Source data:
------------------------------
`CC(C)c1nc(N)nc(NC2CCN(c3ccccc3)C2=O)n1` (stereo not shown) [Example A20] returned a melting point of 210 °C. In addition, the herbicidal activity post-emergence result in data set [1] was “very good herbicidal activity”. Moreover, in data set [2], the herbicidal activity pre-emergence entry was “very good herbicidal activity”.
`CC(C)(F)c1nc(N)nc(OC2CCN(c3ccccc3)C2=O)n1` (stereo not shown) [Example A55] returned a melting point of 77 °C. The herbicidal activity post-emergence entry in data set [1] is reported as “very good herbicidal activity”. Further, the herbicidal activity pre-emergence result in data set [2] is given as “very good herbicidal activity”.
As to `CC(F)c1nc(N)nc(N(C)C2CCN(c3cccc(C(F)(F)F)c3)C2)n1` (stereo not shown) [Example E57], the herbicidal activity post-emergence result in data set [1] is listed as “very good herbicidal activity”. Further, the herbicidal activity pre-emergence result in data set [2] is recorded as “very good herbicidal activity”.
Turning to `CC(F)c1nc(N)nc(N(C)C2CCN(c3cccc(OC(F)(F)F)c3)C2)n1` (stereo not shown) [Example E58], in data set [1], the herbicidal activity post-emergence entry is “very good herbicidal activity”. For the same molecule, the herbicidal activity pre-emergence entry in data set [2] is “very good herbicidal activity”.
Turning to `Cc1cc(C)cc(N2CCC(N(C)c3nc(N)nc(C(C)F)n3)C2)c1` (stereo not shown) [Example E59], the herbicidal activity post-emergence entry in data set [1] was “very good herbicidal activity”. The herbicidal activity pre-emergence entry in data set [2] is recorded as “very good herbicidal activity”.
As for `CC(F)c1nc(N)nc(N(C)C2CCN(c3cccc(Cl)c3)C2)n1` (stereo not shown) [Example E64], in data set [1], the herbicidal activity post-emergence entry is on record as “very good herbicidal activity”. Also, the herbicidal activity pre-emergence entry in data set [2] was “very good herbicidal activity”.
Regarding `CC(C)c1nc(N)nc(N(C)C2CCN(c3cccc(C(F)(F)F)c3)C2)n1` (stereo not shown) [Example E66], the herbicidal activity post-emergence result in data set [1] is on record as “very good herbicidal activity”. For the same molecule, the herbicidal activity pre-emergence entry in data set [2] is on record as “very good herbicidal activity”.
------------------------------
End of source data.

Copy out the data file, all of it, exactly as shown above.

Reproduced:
`CC(C)c1nc(N)nc(NC2CCN(c3ccccc3)C2=O)n1` (stereo not shown) [Example A20] returned a melting point of 210 °C. In addition, the herbicidal activity post-emergence result in data set [1] was “very good herbicidal activity”. Moreover, in data set [2], the herbicidal activity pre-emergence entry was “very good herbicidal activity”.
`CC(C)(F)c1nc(N)nc(OC2CCN(c3ccccc3)C2=O)n1` (stereo not shown) [Example A55] returned a melting point of 77 °C. The herbicidal activity post-emergence entry in data set [1] is reported as “very good herbicidal activity”. Further, the herbicidal activity pre-emergence result in data set [2] is given as “very good herbicidal activity”.
As to `CC(F)c1nc(N)nc(N(C)C2CCN(c3cccc(C(F)(F)F)c3)C2)n1` (stereo not shown) [Example E57], the herbicidal activity post-emergence result in data set [1] is listed as “very good herbicidal activity”. Further, the herbicidal activity pre-emergence result in data set [2] is recorded as “very good herbicidal activity”.
Turning to `CC(F)c1nc(N)nc(N(C)C2CCN(c3cccc(OC(F)(F)F)c3)C2)n1` (stereo not shown) [Example E58], in data set [1], the herbicidal activity post-emergence entry is “very good herbicidal activity”. For the same molecule, the herbicidal activity pre-emergence entry in data set [2] is “very good herbicidal activity”.
Turning to `Cc1cc(C)cc(N2CCC(N(C)c3nc(N)nc(C(C)F)n3)C2)c1` (stereo not shown) [Example E59], the herbicidal activity post-emergence entry in data set [1] was “very good herbicidal activity”. The herbicidal activity pre-emergence entry in data set [2] is recorded as “very good herbicidal activity”.
As for `CC(F)c1nc(N)nc(N(C)C2CCN(c3cccc(Cl)c3)C2)n1` (stereo not shown) [Example E64], in data set [1], the herbicidal activity post-emergence entry is on record as “very good herbicidal activity”. Also, the herbicidal activity pre-emergence entry in data set [2] was “very good herbicidal activity”.
Regarding `CC(C)c1nc(N)nc(N(C)C2CCN(c3cccc(C(F)(F)F)c3)C2)n1` (stereo not shown) [Example E66], the herbicidal activity post-emergence result in data set [1] is on record as “very good herbicidal activity”. For the same molecule, the herbicidal activity pre-emergence entry in data set [2] is on record as “very good herbicidal activity”.